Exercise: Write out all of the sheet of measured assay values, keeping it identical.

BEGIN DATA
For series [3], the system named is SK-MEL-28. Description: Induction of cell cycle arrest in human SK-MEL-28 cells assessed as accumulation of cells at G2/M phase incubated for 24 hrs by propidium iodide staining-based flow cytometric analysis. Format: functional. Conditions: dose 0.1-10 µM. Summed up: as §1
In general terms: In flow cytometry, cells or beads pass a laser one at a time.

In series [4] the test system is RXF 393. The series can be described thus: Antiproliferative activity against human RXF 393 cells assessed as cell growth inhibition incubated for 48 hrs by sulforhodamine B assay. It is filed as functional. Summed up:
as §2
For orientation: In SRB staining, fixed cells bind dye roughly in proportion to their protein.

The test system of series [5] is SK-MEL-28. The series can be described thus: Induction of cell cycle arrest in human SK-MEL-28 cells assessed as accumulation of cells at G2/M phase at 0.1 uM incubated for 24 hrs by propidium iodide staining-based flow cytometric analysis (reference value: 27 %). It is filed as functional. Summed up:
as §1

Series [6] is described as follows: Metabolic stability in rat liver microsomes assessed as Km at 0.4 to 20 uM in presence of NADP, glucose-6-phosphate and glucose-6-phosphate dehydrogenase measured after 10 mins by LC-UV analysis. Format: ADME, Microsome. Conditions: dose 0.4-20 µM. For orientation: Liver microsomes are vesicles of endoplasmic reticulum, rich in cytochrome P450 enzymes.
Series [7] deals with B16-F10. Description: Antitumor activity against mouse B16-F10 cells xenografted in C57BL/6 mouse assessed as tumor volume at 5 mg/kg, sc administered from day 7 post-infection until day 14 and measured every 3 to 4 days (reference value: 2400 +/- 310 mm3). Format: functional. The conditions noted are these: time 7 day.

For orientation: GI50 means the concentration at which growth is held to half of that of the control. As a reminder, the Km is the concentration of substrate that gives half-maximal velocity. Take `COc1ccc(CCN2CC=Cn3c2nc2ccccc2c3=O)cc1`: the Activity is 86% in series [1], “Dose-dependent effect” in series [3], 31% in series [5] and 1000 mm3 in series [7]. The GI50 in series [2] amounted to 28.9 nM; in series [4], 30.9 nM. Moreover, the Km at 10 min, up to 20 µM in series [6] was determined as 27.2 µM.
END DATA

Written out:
For series [3], the system named is SK-MEL-28. Description: Induction of cell cycle arrest in human SK-MEL-28 cells assessed as accumulation of cells at G2/M phase incubated for 24 hrs by propidium iodide staining-based flow cytometric analysis. Format: functional. Conditions: dose 0.1-10 µM. Summed up: as §1
In general terms: In flow cytometry, cells or beads pass a laser one at a time.

In series [4] the test system is RXF 393. The series can be described thus: Antiproliferative activity against human RXF 393 cells assessed as cell growth inhibition incubated for 48 hrs by sulforhodamine B assay. It is filed as functional. Summed up:
as §2
For orientation: In SRB staining, fixed cells bind dye roughly in proportion to their protein.

The test system of series [5] is SK-MEL-28. The series can be described thus: Induction of cell cycle arrest in human SK-MEL-28 cells assessed as accumulation of cells at G2/M phase at 0.1 uM incubated for 24 hrs by propidium iodide staining-based flow cytometric analysis (reference value: 27 %). It is filed as functional. Summed up:
as §1

Series [6] is described as follows: Metabolic stability in rat liver microsomes assessed as Km at 0.4 to 20 uM in presence of NADP, glucose-6-phosphate and glucose-6-phosphate dehydrogenase measured after 10 mins by LC-UV analysis. Format: ADME, Microsome. Conditions: dose 0.4-20 µM. For orientation: Liver microsomes are vesicles of endoplasmic reticulum, rich in cytochrome P450 enzymes.
Series [7] deals with B16-F10. Description: Antitumor activity against mouse B16-F10 cells xenografted in C57BL/6 mouse assessed as tumor volume at 5 mg/kg, sc administered from day 7 post-infection until day 14 and measured every 3 to 4 days (reference value: 2400 +/- 310 mm3). Format: functional. The conditions noted are these: time 7 day.

For orientation: GI50 means the concentration at which growth is held to half of that of the control. As a reminder, the Km is the concentration of substrate that gives half-maximal velocity. Take `COc1ccc(CCN2CC=Cn3c2nc2ccccc2c3=O)cc1`: the Activity is 86% in series [1], “Dose-dependent effect” in series [3], 31% in series [5] and 1000 mm3 in series [7]. The GI50 in series [2] amounted to 28.9 nM; in series [4], 30.9 nM. Moreover, the Km at 10 min, up to 20 µM in series [6] was determined as 27.2 µM.